Statistical Analysis

Data were analyzed using STATA version 10.0 (Stata Corp, College Station, TX, USA). The measurement data was analyzed by one-way ANOVA, the Scheffe’s post hoc test was used to compare the difference among the groups. The categorical data was analyzed by Chi square test or Fisher’s exact test. A difference with P < 0.05 was considered to be significant.


Demographics of the Confirmed Pediatric Cases

Of the 49 confirmed pediatric cases, 11 (22.4%) were domestic cases including Shanghai residents (8) children and Wuhan residents (3), and 38 (77.6%) were imported cases from European countries (28), the US (8), Canada (1) and Philippines (1). The ratio of male-to female was 1.3 (28/21); the mean age was 11.5 ± 5.12 years with 9 (18.4%) aged 7 months–6 years, 16 (32.7%) aged 7–12 years and 24 (48.9%) aged 13–17 years. Domestic cases were significantly younger than imported cases (5.8 ± 4.1 years vs. 13.2 ± 4.1 years, P < 0.05).

Epidemiological Exposure

Twenty-one (42.9%) children had contact with confirmed or suspect symptomatic cases of COVID-19. Exposure settings included household in 15 cases (71.4%), school dormitory in 5 cases (23.8%), and travel bus in 1 (4.8%) case. Of the 11 domestic cases, 9 (81.8%) had a clear epidemiological linkage with 8 confirmed family cluster cases and 1 traveler cases. Of the 38 imported cases, 12 (31.6%) had a clear contact with 7 confirmed or suspect family cluster cases and 5 school-dormitory cases.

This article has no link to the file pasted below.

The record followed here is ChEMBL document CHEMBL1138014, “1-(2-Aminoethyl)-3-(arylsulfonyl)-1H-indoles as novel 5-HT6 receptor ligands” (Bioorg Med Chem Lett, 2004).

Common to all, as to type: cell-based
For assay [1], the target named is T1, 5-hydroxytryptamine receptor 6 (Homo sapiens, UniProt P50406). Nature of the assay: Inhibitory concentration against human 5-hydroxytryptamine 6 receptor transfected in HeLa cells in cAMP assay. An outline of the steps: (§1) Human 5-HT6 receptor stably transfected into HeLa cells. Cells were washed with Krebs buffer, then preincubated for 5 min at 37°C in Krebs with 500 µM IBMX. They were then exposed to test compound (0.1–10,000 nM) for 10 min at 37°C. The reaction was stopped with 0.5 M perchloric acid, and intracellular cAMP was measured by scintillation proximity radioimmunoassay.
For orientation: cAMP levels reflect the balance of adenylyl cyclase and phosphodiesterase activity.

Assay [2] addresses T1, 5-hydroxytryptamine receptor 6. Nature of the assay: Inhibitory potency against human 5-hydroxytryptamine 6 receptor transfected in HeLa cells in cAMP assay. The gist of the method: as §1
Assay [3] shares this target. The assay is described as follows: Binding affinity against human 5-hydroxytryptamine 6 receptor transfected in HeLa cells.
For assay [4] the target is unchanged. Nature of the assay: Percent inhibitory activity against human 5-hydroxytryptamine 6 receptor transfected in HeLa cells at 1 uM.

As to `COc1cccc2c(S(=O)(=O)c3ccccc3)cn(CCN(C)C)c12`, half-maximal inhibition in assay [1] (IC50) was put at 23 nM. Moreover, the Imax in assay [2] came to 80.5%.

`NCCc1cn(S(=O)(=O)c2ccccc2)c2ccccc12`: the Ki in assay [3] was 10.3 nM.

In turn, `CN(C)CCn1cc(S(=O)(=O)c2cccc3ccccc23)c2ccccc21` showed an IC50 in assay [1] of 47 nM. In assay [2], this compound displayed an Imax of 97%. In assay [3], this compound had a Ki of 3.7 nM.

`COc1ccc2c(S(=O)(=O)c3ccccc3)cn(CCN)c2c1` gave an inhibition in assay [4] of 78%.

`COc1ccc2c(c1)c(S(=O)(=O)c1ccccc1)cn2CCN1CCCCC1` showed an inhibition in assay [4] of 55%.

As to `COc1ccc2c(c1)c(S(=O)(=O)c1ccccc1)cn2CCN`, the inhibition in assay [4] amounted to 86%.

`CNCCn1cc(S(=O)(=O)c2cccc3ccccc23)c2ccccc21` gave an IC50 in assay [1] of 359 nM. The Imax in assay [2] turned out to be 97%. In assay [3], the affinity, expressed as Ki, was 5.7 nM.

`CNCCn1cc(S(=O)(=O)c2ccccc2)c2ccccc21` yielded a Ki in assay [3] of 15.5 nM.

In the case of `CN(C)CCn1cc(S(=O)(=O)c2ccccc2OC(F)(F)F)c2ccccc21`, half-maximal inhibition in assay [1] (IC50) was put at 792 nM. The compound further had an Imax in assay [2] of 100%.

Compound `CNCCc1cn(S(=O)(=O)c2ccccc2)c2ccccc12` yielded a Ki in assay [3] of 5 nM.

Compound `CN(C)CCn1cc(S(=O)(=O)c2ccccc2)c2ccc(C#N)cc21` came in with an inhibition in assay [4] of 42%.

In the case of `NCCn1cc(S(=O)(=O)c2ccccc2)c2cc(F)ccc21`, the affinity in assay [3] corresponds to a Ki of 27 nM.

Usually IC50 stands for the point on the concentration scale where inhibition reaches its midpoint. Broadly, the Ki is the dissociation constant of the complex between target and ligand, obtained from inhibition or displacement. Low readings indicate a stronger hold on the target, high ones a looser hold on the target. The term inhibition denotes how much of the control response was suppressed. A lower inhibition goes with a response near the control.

Clinical Manifestations and Course

On initial screening, 28 (57.1%) cases were symptomatic and 21 (42.9%) cases were asymptomatic. Chest CT and X-ray were performed for 40 cases and 9 cases, respectively. Lung lesions were revealed in 20 (40.8%) cases including 15 symptomatic cases and 5 asymptomatic cases. The prominent radiographic findings included ground-glass opacity and patchy infiltrates. Neither the 13 mild cases nor the 16 asymptomatic carriers developed radiographic evidence of pneumonia during follow-up investigation. None of the cases progressed to severe disease.

Twenty-one (42.9%) had cough, 16 (32.7%) had fever, 8 (16.3%) had sore throat, 8 (16.3%) had stuffy nose, 7 (14.2%) had rhinorrhea (Table 1). Six (12.2%) children aged 15–17 years including 1 asymptomatic carrier and 5 symptomatic cases self-reported transient loss of taste and smell during hospitalization. Of the 16 febrile patients, 12 (24.5%) had a body temperature of 37.5 °C–38.4 °C and 4 (8.2%) had a body temperature of 38.5 °C–40.0 °C; the duration of fever ranged from 1 to 8 days (mean: 2.1 ± 1.9 days, median: 1 day). Antiviral drugs were not recommended for treatment. Hydroxychloroquine was administered to 5 cases > 14 years for 1–2 days and then discontinued considering that the patients’ conditions were mild and stable. A 17-year-old patient received hydroxychloroquine on day 7 after disease onset because he had persistent 7-day fever and increased lung lesions revealed by chest CT, and fever subsided 1 day after hydroxychloroquine treatment. One patient with pneumonia received 3-day oral azithromycin therapy because he was confirmed with mycoplasma pneumoniae infection.